Raising Boys to be Leaders
If we want to raise boys to become leaders, we have to teach them to have courage. It is virtually impossible to be an effective leader without courage. Leading a family, operating a business, going to school, and even volunteering your time require courage in various degrees.
Courage is not the absence of fear but the conquest of it. Courage (especially in males) is the willingness to fail. Courage is the defender and protector of all other virtues. Courage emancipates us and allows us to move with freedom and vigor.
So, how do we teach our sons to have courage? One way is to teach them that being “nice” isn’t the highest aspiration a man can live up to. In fact, sometimes I think niceness is the enemy of courage. Many times in life a man, husband, or father is forced to make decisions in the best interest of his family or society that do not appear to be nice on the outside. I’ve been forced as a father to make decisions that my children perceived at the time as heartless, mean-spirited, or just plain stupid. But they were always made with their best interest in the long run in mind. If my goal had only been to be nice (or to have been liked), I would not have been able to make the hard decisions that were important to their long-term healthy growth and development.
Our culture promotes being nice as the highest virtue a man can achieve. Many of the newer “guy” movies inspire males to be lovable slackers, with no aim in life but to smoke pot, bed women, and get by without working. But the young men are very “nice,” so it’s okay. And many young women today seem drawn to soft, passive, quiet men who do not ruffle feathers and who do what they are told. It’s a non-threatening but uninspired vision of manhood.
Niceness and meanness are feminine concepts. You seldom see men complaining that another man is mean or not nice. On the outside, that desire for niceness in males would appear to be a noble goal. However, it’s really a way of neutering masculinity. Being nice takes away the power of a man to lead. It removes passion, conviction, and courage from a man’s soul. Nice guys might not always finish last, but they seldom run the race at all.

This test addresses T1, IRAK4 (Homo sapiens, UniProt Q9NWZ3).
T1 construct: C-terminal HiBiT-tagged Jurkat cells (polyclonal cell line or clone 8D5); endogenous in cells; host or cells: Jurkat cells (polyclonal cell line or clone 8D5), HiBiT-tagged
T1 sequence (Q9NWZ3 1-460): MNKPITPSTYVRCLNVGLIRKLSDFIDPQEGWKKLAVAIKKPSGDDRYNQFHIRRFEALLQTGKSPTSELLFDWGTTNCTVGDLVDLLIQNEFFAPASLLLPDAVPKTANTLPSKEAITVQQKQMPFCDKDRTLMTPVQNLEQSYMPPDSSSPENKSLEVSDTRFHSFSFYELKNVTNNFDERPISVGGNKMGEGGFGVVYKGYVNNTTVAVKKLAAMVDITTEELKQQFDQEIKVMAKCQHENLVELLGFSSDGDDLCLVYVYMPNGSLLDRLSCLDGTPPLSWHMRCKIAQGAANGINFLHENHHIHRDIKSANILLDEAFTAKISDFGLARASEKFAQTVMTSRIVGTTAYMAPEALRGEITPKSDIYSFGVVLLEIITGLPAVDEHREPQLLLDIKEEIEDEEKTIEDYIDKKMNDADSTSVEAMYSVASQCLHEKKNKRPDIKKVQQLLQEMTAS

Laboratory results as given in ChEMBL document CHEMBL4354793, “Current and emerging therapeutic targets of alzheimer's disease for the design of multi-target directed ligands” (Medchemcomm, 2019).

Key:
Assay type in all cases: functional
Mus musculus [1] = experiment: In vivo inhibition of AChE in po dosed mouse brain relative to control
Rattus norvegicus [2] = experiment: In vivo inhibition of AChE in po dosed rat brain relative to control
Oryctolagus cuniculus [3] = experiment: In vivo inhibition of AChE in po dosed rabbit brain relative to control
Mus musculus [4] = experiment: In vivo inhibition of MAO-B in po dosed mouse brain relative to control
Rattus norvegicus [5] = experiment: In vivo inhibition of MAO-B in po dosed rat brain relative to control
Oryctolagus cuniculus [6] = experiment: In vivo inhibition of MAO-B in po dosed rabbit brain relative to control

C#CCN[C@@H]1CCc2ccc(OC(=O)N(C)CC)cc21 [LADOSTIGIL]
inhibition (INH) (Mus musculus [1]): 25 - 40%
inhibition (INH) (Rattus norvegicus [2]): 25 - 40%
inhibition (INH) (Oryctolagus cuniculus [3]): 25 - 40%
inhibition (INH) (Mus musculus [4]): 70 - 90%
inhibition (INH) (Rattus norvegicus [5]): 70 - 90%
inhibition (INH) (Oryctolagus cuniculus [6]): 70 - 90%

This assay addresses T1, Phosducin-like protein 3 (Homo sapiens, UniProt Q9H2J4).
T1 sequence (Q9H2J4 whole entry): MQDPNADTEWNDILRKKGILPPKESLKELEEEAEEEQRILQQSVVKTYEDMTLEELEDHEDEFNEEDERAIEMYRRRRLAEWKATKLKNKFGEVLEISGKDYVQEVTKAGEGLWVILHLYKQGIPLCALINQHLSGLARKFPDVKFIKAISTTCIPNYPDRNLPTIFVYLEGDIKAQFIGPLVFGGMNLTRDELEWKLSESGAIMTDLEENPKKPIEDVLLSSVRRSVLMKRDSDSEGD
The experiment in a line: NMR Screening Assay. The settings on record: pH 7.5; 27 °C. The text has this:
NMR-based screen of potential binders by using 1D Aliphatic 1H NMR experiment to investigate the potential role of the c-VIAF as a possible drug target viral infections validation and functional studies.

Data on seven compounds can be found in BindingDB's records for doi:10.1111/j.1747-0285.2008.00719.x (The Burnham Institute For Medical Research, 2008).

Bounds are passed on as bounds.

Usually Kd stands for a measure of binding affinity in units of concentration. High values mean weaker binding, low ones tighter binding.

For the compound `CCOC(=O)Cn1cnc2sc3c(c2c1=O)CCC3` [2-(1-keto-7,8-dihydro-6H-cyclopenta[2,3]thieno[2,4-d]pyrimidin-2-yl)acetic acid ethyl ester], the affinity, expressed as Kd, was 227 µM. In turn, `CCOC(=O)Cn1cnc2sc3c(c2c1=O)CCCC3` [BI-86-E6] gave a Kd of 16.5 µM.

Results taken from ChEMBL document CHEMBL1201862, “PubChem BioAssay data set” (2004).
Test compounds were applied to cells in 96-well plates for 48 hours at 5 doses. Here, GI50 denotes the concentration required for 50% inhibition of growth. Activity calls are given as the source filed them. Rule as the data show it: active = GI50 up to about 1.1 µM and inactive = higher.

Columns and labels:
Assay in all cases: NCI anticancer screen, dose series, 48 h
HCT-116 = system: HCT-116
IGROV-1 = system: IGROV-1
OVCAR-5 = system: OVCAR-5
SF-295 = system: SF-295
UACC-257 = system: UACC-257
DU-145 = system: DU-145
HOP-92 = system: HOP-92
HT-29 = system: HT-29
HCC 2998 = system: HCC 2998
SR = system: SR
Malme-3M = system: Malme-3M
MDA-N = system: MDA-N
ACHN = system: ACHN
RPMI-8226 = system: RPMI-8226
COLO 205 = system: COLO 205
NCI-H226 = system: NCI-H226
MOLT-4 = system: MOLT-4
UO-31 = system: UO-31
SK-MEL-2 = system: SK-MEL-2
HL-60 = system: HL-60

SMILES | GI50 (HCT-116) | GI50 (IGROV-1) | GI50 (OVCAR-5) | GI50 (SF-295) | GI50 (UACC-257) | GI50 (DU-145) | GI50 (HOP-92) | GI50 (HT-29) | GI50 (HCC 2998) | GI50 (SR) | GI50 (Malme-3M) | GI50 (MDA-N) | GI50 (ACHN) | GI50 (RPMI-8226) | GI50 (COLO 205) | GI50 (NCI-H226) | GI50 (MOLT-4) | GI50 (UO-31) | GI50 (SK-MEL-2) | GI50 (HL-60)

You cannot be a leader without at least some people getting mad at you. In fact, you cannot accomplish anything important in life without having someone get upset with you. By its very nature, leadership will offend or upset a certain percentage of individuals. If your son grows up to care too much about what others think of him or whether he inadvertently upsets someone, he will never accomplish anything significant with his life, including raising exceptional children.
Want your son to be a leader? Teach him to be courageous. Remember--parents who exhibit courage produce courageous children.
Excerpted from, A Man in the Making: Strategies to Help Your Son Succeed in Life, by Rick Johnson. Rick is the founder of Better Dads, a fathering skills program based on the urgent need to empower men to lead and serve in their families and communities. Rick's books have expanded his ministry to include influencing the whole family, with life-changing insights for men and women on parenting, marriage, and personal growth. He is the bestselling author of ten books on parenting, marriage and family relations. He is a popular keynote speaker at parenting and marriage conferences. Contact Rick at www.betterdads.net.